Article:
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Best Remedy for Corns

Often as the body’s way of protecting bones and other structures underneath the skin from injuries and pressure there is a formation of areas of dead, thickened, hard skin which are called calluses and corns. Some of these are yellowish or grayish in color and have low a sensitivity to touch.

Most active individuals have calluses on their hands and feet and this is considered normal unless they become large and begin to cause an intolerable amount of pain. They are usually located where there is a rubbing together of toes. Softer foot corns are mostly found between the fourth and fifth toes as hard foot corns are often located over the bony part of the fifth toe.

Brief Look at Causes

Frequent pressure and friction on a region of the skin is the common cause of calluses and corns. For example, if an individual repeatedly uses a shovel to dig a ditch there are points on the hand where there is constant pressure and this is what causes calluses. Due to this type of pressure the skin dies and formation of the protective callus begins.

Many individuals think that corns and calluses are contagious or caused by a virus, however, they are not contagious and cannot be spread from one to another. When corns and calluses appear on the feet, it is likely that it is caused by the pressure from the type of shoes an individual wears. Some of the reasons for this are:

• The feet are often squeezed by shoes that are too tight.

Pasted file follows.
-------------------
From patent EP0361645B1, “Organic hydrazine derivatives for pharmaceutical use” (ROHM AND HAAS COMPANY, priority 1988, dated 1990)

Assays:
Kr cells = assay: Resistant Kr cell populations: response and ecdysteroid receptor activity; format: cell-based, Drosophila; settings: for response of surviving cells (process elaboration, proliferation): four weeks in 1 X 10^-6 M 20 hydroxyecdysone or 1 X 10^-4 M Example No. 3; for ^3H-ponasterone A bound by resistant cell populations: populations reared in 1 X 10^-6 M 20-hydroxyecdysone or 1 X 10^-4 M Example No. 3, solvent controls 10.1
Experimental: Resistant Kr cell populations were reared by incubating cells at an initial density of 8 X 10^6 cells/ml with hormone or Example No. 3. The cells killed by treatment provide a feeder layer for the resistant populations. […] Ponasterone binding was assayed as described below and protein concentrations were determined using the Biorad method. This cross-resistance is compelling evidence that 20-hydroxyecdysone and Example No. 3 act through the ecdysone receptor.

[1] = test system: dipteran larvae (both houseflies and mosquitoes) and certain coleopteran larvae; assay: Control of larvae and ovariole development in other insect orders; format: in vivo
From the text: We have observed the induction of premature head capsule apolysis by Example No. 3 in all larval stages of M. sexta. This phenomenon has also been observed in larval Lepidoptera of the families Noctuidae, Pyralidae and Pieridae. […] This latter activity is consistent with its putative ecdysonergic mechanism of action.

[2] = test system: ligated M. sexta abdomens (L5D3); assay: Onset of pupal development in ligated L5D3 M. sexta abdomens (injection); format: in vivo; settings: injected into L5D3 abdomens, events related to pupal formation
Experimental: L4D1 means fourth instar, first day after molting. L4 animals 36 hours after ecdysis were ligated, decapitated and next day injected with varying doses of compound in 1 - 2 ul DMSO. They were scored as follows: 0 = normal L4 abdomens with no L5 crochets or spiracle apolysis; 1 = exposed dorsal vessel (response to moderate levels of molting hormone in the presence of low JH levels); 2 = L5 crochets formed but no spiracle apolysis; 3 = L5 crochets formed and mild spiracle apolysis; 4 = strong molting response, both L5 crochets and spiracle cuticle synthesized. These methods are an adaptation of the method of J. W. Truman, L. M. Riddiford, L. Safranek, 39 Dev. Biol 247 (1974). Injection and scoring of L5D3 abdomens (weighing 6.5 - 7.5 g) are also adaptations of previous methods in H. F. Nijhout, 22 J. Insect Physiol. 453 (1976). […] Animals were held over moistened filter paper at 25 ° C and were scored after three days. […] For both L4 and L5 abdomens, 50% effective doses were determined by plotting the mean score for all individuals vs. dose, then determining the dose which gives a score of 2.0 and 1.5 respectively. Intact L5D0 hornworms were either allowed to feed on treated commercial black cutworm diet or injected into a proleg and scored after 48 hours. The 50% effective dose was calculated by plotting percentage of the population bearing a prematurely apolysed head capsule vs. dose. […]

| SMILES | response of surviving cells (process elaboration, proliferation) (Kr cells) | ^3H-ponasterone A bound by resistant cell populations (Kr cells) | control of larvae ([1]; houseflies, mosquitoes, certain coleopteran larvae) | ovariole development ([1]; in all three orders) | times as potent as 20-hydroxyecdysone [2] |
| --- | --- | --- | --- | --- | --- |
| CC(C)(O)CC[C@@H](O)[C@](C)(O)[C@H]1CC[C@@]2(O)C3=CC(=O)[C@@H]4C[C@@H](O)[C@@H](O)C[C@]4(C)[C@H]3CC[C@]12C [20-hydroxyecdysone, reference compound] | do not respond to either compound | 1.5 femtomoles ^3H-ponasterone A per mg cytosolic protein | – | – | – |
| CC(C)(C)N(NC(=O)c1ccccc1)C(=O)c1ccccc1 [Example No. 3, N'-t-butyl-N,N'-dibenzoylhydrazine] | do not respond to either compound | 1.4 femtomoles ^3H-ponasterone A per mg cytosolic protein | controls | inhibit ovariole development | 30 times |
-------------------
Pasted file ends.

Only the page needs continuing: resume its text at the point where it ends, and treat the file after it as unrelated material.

• Shoes that are too big or loose allow the foot to slide up and down rubbing against the inside of the shoe.
• The front of the foot becomes squeezed when wearing high heeled shoes due to the slant of the foot in the shoes and the toe box of the shoe being too small in most high heels.
• Thin soled shoes cause a greater increase in pressure when walking than those with soles that are thicker. • Socks that bunch up and don’t fit well cause excess pressure on the feet.
• Seams and stitches on the inside of the shoes may rub the foot.
• Wearing any type of shoes or sandals without some type of sock or stocking can cause friction.

One should keep in mind that going barefoot may also cause calluses and corns. Some other various reasons may be undo pressure from participating in sports as often those who run regularly often develop calluses on the bottom of the foot. People with an abnormal gait when walking or such issues as foot bone spurs or flat feet often may have calluses to form.

Various Treatment Options

The medical conditions that an individual may already suffer from as well as the calluses’ or corns’ location will factor into the type of treatment options that a person may have. As with any condition, when an individual has treated a corn or callus and the home treatments have not worked or the corn or callus has become painful to the point it is no longer tolerable, it is most likely time to seek the advice and treatment of a physician or podiatrist.

Some possible treatments at home as well those prescribed by a doctor are as follows:

• The doctor may use a small surgical knife to trim the callus or corn.
• Warm water foot soak to reduce the callus or corn in size and follow with gentle use of a pumice stone to remove skin that is dead. A corn or callus should never be cut or trimmed at home.
• Place protective padding or inserts into shoes to give some amount of cushioning for the foot callus or corn and to allow a better hold of the foot in order to prevent any rubbing from occurring.
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